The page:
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Russ Letica: A Legacy of Passion, Advocacy, and Wisdom

~ Chief Trish Bernard

Madawaska Maliseet First Nation

As the chief of the Madawaska Maliseet

First Nation, I've had the privilege of

crossing paths with many influential

individuals, but none have left a mark as

profound as my late cousin, Russ Letica.

Our journey, from distant childhood

acquaintances to close confidants in

adulthood, maps not just our personal

growth but the evolution of a relationship

that came to shape both our lives and our community.

My childhood memories of Russ are fragmented, like pieces of a puzzle waiting to be assembled. It wasn't until adulthood that these pieces formed a complete picture, revealing a man of immense passion and dedication. As we began working together, with Russ in roles such as Lands Officer and later as the Resource Development Consultation Coordinator (RDCC), I came to know the depth of his commitment to our people and our land.

Russ's instrumental role in consulting with our community members to develop a First Nation Land Code was a testament to his vision. This crucial step towards self-governance was not just a professional achievement; it was a personal mission. Russ understood the importance of our people taking charge of our lands and resources, a belief he carried and communicated with unwavering conviction.

In his new, albeit short-lived role as a councillor, I was looking forward to continuing our work together, building on the strong foundation he had already laid. His transition into this role was a natural progression of his dedication and a promise of continued advocacy and leadership for our community.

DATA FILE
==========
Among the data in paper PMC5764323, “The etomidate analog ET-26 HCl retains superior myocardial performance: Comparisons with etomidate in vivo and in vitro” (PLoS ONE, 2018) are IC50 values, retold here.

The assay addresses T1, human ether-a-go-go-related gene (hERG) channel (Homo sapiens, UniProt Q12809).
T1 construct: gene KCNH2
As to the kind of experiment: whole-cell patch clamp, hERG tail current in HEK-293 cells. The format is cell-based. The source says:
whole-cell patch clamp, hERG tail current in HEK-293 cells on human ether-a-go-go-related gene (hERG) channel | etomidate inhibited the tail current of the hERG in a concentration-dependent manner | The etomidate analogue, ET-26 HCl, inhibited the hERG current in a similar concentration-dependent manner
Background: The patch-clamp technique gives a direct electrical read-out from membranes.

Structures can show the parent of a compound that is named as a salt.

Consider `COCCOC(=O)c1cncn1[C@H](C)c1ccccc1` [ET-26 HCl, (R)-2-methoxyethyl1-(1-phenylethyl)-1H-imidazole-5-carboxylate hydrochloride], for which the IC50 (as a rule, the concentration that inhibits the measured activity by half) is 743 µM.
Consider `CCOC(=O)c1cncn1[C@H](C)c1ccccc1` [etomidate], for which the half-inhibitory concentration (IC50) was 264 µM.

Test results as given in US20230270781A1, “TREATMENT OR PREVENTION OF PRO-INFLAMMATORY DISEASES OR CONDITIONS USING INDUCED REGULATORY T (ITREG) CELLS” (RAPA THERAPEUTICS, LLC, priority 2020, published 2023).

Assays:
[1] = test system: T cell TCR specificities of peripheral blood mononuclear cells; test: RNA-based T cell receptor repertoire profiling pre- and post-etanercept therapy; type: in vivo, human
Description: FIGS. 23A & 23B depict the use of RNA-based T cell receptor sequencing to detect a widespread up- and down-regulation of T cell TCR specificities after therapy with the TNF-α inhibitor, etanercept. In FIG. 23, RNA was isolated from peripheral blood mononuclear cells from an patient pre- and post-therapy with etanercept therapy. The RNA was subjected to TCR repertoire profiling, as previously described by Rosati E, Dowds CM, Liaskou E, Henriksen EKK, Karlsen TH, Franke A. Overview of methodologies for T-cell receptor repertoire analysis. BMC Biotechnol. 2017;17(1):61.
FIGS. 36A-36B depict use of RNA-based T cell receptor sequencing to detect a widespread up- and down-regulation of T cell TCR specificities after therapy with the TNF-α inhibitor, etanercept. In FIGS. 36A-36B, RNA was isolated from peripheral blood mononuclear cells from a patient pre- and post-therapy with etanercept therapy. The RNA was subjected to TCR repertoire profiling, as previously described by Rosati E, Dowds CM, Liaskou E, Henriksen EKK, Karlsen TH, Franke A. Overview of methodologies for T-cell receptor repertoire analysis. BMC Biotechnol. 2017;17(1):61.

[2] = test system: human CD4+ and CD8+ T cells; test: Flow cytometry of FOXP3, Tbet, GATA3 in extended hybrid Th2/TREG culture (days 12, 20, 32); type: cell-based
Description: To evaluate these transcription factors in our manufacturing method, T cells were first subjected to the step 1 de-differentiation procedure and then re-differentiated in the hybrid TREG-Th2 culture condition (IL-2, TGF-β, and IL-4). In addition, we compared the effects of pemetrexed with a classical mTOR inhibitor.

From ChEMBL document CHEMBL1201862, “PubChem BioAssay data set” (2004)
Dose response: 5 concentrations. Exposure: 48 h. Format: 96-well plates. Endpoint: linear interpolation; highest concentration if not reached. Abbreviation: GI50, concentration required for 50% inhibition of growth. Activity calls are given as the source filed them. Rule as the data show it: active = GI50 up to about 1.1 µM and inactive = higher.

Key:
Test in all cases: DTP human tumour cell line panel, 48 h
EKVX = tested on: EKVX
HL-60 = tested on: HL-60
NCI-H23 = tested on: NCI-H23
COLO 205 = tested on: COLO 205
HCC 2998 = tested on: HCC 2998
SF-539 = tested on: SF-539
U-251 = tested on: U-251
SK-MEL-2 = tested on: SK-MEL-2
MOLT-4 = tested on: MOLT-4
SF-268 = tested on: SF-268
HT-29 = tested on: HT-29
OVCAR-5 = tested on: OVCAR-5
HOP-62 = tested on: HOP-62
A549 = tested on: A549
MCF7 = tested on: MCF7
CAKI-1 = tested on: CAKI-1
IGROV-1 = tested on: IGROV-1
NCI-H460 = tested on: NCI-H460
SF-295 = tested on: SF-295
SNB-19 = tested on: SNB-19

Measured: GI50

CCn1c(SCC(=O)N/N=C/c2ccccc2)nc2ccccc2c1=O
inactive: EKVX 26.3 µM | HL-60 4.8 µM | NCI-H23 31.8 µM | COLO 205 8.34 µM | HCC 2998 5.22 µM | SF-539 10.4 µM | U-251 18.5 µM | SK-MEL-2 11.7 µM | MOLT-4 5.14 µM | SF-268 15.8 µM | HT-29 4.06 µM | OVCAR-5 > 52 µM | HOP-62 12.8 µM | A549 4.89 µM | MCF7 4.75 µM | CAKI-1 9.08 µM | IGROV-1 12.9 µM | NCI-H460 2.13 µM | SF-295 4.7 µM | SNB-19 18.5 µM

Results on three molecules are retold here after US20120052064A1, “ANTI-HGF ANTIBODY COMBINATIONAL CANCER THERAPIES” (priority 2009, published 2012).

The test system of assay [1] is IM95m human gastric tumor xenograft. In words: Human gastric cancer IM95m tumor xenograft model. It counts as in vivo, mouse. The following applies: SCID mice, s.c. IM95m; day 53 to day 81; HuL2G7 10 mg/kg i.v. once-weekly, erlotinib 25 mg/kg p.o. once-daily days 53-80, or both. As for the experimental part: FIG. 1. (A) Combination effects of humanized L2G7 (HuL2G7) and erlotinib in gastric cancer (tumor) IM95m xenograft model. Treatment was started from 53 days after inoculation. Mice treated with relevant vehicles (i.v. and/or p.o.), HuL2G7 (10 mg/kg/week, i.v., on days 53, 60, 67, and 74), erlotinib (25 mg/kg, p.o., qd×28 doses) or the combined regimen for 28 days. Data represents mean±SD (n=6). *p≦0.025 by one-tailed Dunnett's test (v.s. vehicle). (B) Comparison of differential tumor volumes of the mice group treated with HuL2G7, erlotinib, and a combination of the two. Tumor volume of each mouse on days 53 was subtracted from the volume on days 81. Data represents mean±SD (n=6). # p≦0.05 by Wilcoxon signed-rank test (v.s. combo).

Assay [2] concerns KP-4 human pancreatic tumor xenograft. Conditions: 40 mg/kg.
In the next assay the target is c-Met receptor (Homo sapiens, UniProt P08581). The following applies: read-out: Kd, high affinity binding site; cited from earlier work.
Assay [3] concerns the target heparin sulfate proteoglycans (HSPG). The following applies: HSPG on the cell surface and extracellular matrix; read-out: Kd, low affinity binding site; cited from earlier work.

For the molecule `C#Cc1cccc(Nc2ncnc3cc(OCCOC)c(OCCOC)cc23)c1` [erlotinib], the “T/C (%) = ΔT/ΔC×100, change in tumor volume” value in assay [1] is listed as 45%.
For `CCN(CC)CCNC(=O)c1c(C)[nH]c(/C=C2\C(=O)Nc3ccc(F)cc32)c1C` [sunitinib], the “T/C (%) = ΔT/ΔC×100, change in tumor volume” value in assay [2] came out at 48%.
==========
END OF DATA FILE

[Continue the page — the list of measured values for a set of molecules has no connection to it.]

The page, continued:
As a Wolastoqey two-spirited man, Russ had a profound respect and love for his ancestry and his Nation. His knowledge of our Nation's history, and that of other First Nations across Canada and the USA, was largely self-taught. He was a man who believed in the power of education, not just as a means to an end but as a journey towards understanding one's roots and identity.

Russ's advocacy went beyond cultural preservation. He was a warrior against the wrongs of colonialism, always standing up for the underdog. His courage to speak up, to challenge the status quo, was admirable and inspiring. In meetings and negotiations, I knew I could trust Russ to represent our interests with integrity and wisdom.

Our conversations often ventured into the realms of history, politics, and religion. We didn't always see eye to eye, but that was the beauty of our discussions. They were built on mutual respect and a recognition that differing viewpoints were not just inevitable but necessary for growth.

The loss of Russ was not just a personal tragedy for me and our family; it was a monumental loss for our community and the Wolastoqey Nation. His spirit, teachings, and dreams continue to resonate within us. Russ often spoke of our ancestors watching over us, guiding our steps. As I reflect on his life and our time together, I find solace in the belief that he now joins them, watching over us with the same love and protectiveness he showed in life.

Russ, your absence is felt deeply, but your legacy lives on. Your passion, your advocacy, and your wisdom continue to inspire us. I love you and miss you terribly.

Chief Trish